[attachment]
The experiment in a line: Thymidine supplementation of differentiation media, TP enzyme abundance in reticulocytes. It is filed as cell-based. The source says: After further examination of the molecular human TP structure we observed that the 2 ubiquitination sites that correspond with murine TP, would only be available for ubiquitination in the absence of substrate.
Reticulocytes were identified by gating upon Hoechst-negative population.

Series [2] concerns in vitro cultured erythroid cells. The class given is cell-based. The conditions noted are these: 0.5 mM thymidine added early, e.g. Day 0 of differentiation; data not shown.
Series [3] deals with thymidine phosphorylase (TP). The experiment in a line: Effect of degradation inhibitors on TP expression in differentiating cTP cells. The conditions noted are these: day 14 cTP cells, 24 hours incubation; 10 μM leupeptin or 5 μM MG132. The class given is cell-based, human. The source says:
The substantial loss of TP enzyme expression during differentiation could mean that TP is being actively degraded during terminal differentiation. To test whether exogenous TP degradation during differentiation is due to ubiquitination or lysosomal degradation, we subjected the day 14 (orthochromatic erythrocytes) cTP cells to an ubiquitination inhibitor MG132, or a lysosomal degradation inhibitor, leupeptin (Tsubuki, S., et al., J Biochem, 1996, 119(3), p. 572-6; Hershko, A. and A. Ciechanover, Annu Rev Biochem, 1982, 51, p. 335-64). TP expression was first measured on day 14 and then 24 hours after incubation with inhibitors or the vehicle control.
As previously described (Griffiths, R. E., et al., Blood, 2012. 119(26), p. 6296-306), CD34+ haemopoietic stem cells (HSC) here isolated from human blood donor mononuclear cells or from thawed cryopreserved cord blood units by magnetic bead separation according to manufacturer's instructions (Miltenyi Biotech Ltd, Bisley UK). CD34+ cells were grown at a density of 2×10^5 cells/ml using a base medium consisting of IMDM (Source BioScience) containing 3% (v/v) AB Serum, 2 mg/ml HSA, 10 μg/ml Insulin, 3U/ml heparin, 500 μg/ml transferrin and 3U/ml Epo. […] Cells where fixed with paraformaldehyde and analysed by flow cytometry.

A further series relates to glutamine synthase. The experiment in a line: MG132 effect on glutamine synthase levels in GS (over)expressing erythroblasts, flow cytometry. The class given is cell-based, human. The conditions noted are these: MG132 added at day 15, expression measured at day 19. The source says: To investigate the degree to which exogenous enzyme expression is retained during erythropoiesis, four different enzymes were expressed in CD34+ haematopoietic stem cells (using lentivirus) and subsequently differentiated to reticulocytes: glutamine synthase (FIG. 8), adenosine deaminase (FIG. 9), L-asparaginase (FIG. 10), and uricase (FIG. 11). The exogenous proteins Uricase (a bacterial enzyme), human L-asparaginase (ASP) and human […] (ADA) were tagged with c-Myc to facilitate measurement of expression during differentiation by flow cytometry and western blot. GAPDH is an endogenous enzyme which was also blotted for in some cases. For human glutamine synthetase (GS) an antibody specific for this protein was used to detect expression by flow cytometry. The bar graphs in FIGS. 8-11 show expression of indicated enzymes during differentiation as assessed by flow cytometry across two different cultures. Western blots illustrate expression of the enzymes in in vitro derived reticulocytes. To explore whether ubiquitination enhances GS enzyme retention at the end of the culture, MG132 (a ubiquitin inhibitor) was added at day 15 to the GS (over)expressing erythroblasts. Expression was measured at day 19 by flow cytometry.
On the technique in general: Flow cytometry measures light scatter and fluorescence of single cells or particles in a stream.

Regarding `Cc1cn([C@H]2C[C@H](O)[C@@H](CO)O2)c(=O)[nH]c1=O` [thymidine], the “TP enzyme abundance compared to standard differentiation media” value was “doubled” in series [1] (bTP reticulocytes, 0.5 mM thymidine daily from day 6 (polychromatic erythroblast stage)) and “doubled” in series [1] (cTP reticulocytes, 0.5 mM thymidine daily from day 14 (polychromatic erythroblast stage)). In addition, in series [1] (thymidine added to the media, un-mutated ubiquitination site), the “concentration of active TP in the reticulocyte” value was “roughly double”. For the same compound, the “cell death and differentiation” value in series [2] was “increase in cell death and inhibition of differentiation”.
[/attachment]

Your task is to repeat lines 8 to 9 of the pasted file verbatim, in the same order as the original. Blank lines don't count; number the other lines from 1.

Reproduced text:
On the technique in general: Flow cytometry measures light scatter and fluorescence of single cells or particles in a stream.

Regarding `Cc1cn([C@H]2C[C@H](O)[C@@H](CO)O2)c(=O)[nH]c1=O` [thymidine], the “TP enzyme abundance compared to standard differentiation media” value was “doubled” in series [1] (bTP reticulocytes, 0.5 mM thymidine daily from day 6 (polychromatic erythroblast stage)) and “doubled” in series [1] (cTP reticulocytes, 0.5 mM thymidine daily from day 14 (polychromatic erythroblast stage)). In addition, in series [1] (thymidine added to the media, un-mutated ubiquitination site), the “concentration of active TP in the reticulocyte” value was “roughly double”. For the same compound, the “cell death and differentiation” value in series [2] was “increase in cell death and inhibition of differentiation”.